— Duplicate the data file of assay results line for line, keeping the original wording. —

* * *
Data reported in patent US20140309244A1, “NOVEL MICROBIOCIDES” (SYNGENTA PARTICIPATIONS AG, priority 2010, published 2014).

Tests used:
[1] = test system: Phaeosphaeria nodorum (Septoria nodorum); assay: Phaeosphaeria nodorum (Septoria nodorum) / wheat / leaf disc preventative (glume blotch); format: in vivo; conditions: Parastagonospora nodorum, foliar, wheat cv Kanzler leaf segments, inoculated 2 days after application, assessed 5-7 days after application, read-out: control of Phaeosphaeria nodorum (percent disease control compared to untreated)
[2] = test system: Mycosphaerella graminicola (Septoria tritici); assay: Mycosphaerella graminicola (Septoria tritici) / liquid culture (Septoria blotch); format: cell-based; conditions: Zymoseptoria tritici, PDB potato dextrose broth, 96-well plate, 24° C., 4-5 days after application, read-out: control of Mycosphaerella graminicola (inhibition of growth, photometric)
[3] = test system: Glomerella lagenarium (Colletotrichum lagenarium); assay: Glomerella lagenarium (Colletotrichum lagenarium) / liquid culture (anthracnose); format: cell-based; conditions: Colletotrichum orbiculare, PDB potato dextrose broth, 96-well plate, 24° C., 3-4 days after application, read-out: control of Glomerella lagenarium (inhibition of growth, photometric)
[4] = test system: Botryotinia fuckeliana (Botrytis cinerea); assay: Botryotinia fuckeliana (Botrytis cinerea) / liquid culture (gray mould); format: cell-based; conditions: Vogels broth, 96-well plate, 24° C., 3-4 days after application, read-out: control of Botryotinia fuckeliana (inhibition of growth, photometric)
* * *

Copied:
Data reported in patent US20140309244A1, “NOVEL MICROBIOCIDES” (SYNGENTA PARTICIPATIONS AG, priority 2010, published 2014).

Tests used:
[1] = test system: Phaeosphaeria nodorum (Septoria nodorum); assay: Phaeosphaeria nodorum (Septoria nodorum) / wheat / leaf disc preventative (glume blotch); format: in vivo; conditions: Parastagonospora nodorum, foliar, wheat cv Kanzler leaf segments, inoculated 2 days after application, assessed 5-7 days after application, read-out: control of Phaeosphaeria nodorum (percent disease control compared to untreated)
[2] = test system: Mycosphaerella graminicola (Septoria tritici); assay: Mycosphaerella graminicola (Septoria tritici) / liquid culture (Septoria blotch); format: cell-based; conditions: Zymoseptoria tritici, PDB potato dextrose broth, 96-well plate, 24° C., 4-5 days after application, read-out: control of Mycosphaerella graminicola (inhibition of growth, photometric)
[3] = test system: Glomerella lagenarium (Colletotrichum lagenarium); assay: Glomerella lagenarium (Colletotrichum lagenarium) / liquid culture (anthracnose); format: cell-based; conditions: Colletotrichum orbiculare, PDB potato dextrose broth, 96-well plate, 24° C., 3-4 days after application, read-out: control of Glomerella lagenarium (inhibition of growth, photometric)
[4] = test system: Botryotinia fuckeliana (Botrytis cinerea); assay: Botryotinia fuckeliana (Botrytis cinerea) / liquid culture (gray mould); format: cell-based; conditions: Vogels broth, 96-well plate, 24° C., 3-4 days after application, read-out: control of Botryotinia fuckeliana (inhibition of growth, photometric)